According to the Minneapolis Institute of Art, the citizens of Minneapolis presented this elaborate tray to the railroad baron James J. Hill (1838–1916) on September 10, 1884 to honor his work, character, and career in the Northwest and commemorated the recent completion of the Stone Arch Bridge, which allowed passenger transportation across the Mississippi River into the city.
The tray is engraved with a view of Minneapolis in 1884, including the Stone Arch Bridge, the Washburn flour mill (on the left) and the Pillsbury flour mill (on the right). Upriver is the Hennepin Avenue Bridge and to its left the Minneapolis Union Depot, part of Hill’s development of rail service in the city. In the border are scenes of events from Hill’s career, culminating in a portrait medallion at the top. Separating these are six trophy heads of animals native to the Northwest Territory: elk, buffalo, Rocky Mountain sheep, deer, and wolves.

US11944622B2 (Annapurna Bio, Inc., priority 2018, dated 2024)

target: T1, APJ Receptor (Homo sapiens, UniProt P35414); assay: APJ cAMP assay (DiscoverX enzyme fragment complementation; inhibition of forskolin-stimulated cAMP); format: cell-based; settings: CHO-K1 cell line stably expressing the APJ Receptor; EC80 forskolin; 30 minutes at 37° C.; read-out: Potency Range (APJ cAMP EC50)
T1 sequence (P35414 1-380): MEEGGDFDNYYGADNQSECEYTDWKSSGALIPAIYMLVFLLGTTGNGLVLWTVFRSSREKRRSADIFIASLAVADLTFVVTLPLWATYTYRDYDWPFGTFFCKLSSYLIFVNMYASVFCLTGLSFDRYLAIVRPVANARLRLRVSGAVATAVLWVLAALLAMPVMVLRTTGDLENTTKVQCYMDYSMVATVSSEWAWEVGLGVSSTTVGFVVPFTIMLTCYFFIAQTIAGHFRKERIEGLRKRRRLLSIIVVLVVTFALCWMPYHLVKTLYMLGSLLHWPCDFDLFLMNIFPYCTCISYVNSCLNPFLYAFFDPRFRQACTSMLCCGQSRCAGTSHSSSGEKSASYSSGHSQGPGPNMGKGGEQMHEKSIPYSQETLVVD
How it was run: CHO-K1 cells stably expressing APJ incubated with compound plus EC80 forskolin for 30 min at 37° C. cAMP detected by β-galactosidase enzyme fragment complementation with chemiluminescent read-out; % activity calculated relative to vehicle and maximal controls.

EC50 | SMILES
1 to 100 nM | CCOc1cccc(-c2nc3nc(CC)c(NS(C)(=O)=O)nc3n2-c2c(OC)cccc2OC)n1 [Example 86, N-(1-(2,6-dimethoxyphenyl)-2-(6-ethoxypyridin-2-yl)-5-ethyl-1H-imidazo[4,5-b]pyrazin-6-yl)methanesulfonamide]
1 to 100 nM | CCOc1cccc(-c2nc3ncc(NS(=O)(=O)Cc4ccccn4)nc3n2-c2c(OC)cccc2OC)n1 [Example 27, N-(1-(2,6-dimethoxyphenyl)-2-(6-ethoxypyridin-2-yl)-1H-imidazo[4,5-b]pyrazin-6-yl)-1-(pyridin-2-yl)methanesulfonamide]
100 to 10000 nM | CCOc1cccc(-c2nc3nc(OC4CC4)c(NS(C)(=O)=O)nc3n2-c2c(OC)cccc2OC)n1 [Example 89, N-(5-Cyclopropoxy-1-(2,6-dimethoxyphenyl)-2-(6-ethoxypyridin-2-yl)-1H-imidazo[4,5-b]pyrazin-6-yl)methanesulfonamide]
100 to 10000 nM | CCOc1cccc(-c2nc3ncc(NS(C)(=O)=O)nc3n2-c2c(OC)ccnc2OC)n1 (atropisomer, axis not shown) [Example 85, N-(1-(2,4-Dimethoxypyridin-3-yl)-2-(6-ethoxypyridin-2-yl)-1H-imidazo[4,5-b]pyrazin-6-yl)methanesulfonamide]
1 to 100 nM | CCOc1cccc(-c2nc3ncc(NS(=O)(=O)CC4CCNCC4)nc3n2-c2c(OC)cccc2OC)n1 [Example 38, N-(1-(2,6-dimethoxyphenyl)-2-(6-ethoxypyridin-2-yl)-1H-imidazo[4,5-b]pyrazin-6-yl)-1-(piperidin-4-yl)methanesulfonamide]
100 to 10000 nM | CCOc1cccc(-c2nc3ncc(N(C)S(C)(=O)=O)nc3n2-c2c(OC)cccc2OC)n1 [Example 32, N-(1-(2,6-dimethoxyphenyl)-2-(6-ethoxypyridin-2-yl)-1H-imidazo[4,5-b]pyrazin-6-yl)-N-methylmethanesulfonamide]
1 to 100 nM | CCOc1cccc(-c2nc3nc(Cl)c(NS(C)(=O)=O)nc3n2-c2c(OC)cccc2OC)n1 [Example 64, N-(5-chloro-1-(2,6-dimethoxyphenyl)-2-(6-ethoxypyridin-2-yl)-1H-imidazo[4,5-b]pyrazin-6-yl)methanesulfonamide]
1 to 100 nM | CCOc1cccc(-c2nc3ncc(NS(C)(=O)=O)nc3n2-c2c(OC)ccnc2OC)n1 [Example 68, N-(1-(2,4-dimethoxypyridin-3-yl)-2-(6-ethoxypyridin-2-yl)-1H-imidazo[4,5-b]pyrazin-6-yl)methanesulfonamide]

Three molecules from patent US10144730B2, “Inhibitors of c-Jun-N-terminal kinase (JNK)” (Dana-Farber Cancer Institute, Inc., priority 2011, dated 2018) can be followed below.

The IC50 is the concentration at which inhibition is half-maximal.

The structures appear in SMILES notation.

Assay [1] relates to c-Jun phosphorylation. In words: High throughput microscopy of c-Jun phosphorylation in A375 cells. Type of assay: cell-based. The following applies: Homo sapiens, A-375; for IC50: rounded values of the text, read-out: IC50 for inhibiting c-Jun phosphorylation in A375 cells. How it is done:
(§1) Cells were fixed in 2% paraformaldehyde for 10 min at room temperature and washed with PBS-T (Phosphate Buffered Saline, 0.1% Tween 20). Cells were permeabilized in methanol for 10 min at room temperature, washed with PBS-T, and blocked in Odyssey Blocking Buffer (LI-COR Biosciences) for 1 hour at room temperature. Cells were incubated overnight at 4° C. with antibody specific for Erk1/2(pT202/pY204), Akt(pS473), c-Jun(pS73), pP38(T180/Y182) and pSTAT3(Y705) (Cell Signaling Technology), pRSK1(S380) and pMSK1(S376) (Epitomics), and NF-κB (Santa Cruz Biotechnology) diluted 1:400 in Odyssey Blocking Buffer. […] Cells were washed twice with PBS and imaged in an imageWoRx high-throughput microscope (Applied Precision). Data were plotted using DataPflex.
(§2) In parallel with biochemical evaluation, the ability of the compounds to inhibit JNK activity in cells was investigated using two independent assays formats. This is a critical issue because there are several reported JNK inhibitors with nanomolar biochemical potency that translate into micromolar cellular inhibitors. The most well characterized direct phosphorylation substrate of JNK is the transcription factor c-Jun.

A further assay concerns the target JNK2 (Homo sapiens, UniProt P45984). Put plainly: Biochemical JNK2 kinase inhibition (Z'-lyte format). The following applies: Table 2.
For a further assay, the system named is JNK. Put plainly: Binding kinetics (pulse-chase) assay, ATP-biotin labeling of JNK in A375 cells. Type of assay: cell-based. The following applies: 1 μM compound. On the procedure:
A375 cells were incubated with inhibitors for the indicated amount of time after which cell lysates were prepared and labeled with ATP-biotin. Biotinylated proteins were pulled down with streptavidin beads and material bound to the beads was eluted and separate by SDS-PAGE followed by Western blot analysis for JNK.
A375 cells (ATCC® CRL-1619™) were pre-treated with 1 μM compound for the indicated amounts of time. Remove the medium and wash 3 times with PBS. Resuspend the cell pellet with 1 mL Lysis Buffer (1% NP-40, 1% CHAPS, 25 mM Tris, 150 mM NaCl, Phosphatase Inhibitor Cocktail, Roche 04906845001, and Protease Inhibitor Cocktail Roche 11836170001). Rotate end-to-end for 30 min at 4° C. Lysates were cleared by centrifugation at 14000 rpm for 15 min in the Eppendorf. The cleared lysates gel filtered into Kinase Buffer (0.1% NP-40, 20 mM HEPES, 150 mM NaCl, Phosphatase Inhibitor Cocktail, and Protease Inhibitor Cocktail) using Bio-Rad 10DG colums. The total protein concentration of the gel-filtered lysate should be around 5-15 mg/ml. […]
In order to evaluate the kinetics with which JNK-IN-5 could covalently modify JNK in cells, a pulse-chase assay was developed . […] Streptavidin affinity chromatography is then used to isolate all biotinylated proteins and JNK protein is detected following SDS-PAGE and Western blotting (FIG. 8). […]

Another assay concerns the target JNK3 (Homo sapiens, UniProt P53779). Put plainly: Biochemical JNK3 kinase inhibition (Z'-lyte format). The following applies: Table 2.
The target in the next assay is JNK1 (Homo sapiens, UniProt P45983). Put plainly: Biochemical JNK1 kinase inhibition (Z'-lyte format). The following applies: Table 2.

Gift of Mr.and Mrs. G. Richard Slade
Permissions were arranged with artists or organizations expressly for this collection and may not be used without their additional consent.